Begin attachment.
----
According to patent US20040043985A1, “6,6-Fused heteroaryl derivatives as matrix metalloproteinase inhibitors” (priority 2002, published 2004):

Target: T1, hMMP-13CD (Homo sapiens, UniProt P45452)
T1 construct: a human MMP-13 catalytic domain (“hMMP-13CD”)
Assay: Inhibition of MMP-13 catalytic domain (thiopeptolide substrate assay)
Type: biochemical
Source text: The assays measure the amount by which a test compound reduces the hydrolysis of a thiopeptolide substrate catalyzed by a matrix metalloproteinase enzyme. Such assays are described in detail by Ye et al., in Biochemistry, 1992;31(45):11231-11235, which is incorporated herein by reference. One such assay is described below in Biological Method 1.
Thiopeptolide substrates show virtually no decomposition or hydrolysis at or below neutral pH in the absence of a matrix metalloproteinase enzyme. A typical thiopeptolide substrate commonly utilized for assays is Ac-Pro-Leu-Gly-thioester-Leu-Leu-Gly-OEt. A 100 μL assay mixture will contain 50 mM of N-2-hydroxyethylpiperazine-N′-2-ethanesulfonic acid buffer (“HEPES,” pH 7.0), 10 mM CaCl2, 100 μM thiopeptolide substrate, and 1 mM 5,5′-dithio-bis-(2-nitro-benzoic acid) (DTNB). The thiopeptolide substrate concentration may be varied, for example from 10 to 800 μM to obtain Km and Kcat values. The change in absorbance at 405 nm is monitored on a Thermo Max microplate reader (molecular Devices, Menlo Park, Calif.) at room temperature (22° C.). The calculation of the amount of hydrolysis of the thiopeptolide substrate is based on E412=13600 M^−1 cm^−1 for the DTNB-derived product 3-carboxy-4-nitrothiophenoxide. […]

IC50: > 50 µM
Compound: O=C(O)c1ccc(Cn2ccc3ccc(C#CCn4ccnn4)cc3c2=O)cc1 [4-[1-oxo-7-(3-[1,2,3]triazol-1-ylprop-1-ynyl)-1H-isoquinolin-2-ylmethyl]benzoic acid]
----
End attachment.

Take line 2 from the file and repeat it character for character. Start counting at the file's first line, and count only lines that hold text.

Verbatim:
Target: T1, hMMP-13CD (Homo sapiens, UniProt P45452)